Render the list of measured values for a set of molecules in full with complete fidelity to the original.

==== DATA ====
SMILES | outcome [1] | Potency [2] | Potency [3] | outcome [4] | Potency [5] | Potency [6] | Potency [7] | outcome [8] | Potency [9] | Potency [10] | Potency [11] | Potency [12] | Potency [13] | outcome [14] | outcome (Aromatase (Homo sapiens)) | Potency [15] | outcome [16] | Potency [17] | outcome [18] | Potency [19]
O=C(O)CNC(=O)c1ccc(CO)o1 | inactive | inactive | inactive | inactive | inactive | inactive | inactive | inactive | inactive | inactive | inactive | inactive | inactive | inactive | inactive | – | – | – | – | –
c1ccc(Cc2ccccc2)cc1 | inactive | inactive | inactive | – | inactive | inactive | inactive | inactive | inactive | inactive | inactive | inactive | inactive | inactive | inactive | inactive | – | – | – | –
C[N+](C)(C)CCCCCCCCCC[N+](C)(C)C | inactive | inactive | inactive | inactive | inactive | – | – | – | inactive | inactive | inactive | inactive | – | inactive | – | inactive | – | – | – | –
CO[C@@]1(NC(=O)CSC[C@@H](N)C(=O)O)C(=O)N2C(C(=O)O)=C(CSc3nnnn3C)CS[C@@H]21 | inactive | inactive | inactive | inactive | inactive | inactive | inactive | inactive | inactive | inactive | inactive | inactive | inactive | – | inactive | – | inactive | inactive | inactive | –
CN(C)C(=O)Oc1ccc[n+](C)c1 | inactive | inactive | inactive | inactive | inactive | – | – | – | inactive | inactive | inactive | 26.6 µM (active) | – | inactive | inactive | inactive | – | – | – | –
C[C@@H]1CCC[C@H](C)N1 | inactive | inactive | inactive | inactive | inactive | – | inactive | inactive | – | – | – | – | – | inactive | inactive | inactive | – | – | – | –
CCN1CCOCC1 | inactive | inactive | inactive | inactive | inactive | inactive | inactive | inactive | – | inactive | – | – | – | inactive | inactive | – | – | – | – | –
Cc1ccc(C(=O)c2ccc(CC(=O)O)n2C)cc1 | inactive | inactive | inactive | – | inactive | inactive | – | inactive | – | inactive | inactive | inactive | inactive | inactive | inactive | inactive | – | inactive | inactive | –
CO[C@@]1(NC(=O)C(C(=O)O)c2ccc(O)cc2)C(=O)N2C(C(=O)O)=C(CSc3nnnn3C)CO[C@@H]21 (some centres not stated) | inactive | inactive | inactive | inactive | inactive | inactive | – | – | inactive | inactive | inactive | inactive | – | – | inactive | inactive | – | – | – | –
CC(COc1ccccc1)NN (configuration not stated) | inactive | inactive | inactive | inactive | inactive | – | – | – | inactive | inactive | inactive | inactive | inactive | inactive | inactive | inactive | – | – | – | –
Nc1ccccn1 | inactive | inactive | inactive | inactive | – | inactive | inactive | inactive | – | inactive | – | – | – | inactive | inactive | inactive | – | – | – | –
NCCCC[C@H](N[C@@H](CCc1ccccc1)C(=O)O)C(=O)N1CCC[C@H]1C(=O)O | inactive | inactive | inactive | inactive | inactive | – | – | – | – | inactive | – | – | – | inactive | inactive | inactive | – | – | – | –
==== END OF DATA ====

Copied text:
SMILES | outcome [1] | Potency [2] | Potency [3] | outcome [4] | Potency [5] | Potency [6] | Potency [7] | outcome [8] | Potency [9] | Potency [10] | Potency [11] | Potency [12] | Potency [13] | outcome [14] | outcome (Aromatase (Homo sapiens)) | Potency [15] | outcome [16] | Potency [17] | outcome [18] | Potency [19]
O=C(O)CNC(=O)c1ccc(CO)o1 | inactive | inactive | inactive | inactive | inactive | inactive | inactive | inactive | inactive | inactive | inactive | inactive | inactive | inactive | inactive | – | – | – | – | –
c1ccc(Cc2ccccc2)cc1 | inactive | inactive | inactive | – | inactive | inactive | inactive | inactive | inactive | inactive | inactive | inactive | inactive | inactive | inactive | inactive | – | – | – | –
C[N+](C)(C)CCCCCCCCCC[N+](C)(C)C | inactive | inactive | inactive | inactive | inactive | – | – | – | inactive | inactive | inactive | inactive | – | inactive | – | inactive | – | – | – | –
CO[C@@]1(NC(=O)CSC[C@@H](N)C(=O)O)C(=O)N2C(C(=O)O)=C(CSc3nnnn3C)CS[C@@H]21 | inactive | inactive | inactive | inactive | inactive | inactive | inactive | inactive | inactive | inactive | inactive | inactive | inactive | – | inactive | – | inactive | inactive | inactive | –
CN(C)C(=O)Oc1ccc[n+](C)c1 | inactive | inactive | inactive | inactive | inactive | – | – | – | inactive | inactive | inactive | 26.6 µM (active) | – | inactive | inactive | inactive | – | – | – | –
C[C@@H]1CCC[C@H](C)N1 | inactive | inactive | inactive | inactive | inactive | – | inactive | inactive | – | – | – | – | – | inactive | inactive | inactive | – | – | – | –
CCN1CCOCC1 | inactive | inactive | inactive | inactive | inactive | inactive | inactive | inactive | – | inactive | – | – | – | inactive | inactive | – | – | – | – | –
Cc1ccc(C(=O)c2ccc(CC(=O)O)n2C)cc1 | inactive | inactive | inactive | – | inactive | inactive | – | inactive | – | inactive | inactive | inactive | inactive | inactive | inactive | inactive | – | inactive | inactive | –
CO[C@@]1(NC(=O)C(C(=O)O)c2ccc(O)cc2)C(=O)N2C(C(=O)O)=C(CSc3nnnn3C)CO[C@@H]21 (some centres not stated) | inactive | inactive | inactive | inactive | inactive | inactive | – | – | inactive | inactive | inactive | inactive | – | – | inactive | inactive | – | – | – | –
CC(COc1ccccc1)NN (configuration not stated) | inactive | inactive | inactive | inactive | inactive | – | – | – | inactive | inactive | inactive | inactive | inactive | inactive | inactive | inactive | – | – | – | –
Nc1ccccn1 | inactive | inactive | inactive | inactive | – | inactive | inactive | inactive | – | inactive | – | – | – | inactive | inactive | inactive | – | – | – | –
NCCCC[C@H](N[C@@H](CCc1ccccc1)C(=O)O)C(=O)N1CCC[C@H]1C(=O)O | inactive | inactive | inactive | inactive | inactive | – | – | – | – | inactive | – | – | – | inactive | inactive | inactive | – | – | – | –